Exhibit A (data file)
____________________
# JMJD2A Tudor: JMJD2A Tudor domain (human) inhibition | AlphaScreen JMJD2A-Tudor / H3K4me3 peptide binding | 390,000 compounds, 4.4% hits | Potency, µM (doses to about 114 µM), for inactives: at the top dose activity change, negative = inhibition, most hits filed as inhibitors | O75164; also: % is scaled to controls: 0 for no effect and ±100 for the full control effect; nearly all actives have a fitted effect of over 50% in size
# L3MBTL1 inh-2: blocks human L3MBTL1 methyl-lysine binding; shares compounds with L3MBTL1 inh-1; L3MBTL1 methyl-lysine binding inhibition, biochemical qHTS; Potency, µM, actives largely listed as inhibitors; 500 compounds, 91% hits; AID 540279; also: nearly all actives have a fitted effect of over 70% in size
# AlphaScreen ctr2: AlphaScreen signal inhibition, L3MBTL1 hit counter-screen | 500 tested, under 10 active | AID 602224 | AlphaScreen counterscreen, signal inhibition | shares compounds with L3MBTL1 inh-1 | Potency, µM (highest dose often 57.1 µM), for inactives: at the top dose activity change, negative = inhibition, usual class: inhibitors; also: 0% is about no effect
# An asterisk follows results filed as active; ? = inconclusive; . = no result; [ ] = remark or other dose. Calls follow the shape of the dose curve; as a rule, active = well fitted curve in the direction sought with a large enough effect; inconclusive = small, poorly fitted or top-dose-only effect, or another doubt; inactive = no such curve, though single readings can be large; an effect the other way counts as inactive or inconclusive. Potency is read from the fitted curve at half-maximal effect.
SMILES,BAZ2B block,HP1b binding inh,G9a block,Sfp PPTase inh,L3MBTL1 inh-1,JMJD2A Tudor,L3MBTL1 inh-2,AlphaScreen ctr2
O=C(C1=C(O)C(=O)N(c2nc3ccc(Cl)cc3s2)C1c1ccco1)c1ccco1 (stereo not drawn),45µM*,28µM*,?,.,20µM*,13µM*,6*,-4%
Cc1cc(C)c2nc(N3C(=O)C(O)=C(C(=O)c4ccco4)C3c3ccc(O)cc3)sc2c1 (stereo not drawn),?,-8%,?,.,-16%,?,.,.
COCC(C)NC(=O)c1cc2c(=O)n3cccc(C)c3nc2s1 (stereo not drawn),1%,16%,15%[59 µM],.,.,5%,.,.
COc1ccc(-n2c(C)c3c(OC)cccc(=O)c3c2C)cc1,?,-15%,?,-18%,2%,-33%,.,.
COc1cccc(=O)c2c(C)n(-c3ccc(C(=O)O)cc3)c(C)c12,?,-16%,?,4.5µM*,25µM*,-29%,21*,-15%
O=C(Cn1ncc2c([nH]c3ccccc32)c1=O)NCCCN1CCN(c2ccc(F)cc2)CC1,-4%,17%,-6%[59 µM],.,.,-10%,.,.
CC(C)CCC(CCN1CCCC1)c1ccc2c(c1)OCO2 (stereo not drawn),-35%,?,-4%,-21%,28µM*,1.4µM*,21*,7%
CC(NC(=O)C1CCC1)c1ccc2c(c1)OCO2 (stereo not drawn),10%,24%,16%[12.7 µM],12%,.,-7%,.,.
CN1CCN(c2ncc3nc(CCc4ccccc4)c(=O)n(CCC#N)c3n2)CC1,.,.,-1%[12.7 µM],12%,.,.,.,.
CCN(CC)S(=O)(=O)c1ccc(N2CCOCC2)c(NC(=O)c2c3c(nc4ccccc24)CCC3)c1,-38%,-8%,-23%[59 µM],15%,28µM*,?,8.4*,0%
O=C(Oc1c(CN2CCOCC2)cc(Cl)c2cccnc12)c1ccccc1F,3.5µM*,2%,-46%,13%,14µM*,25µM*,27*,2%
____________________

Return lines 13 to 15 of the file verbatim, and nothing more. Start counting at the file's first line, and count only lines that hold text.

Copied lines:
CC(NC(=O)C1CCC1)c1ccc2c(c1)OCO2 (stereo not drawn),10%,24%,16%[12.7 µM],12%,.,-7%,.,.
CN1CCN(c2ncc3nc(CCc4ccccc4)c(=O)n(CCC#N)c3n2)CC1,.,.,-1%[12.7 µM],12%,.,.,.,.
CCN(CC)S(=O)(=O)c1ccc(N2CCOCC2)c(NC(=O)c2c3c(nc4ccccc24)CCC3)c1,-38%,-8%,-23%[59 µM],15%,28µM*,?,8.4*,0%